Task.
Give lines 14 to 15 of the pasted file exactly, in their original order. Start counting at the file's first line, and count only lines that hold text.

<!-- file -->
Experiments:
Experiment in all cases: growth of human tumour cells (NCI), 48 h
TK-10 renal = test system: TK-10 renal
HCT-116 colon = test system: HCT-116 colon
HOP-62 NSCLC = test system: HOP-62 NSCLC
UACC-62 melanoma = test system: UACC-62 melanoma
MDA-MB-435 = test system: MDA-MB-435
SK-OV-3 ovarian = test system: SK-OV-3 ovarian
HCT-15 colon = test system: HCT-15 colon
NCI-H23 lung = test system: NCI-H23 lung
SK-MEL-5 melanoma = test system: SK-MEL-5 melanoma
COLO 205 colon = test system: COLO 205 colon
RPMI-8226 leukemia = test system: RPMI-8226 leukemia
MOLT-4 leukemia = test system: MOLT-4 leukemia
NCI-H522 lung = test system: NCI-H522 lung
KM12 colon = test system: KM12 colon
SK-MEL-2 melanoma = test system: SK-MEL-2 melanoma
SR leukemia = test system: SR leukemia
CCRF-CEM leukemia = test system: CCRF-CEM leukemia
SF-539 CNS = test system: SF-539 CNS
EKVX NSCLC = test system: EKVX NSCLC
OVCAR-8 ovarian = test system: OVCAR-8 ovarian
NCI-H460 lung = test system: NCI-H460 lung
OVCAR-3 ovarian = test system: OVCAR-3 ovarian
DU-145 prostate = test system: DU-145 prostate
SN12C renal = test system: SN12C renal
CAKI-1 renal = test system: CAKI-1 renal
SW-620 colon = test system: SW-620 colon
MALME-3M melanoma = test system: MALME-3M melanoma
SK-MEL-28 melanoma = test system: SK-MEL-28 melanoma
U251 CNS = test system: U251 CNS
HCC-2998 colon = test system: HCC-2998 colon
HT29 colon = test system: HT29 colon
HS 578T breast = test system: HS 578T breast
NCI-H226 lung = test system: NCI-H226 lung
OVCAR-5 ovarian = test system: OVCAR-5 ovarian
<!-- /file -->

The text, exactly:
MOLT-4 leukemia = test system: MOLT-4 leukemia
NCI-H522 lung = test system: NCI-H522 lung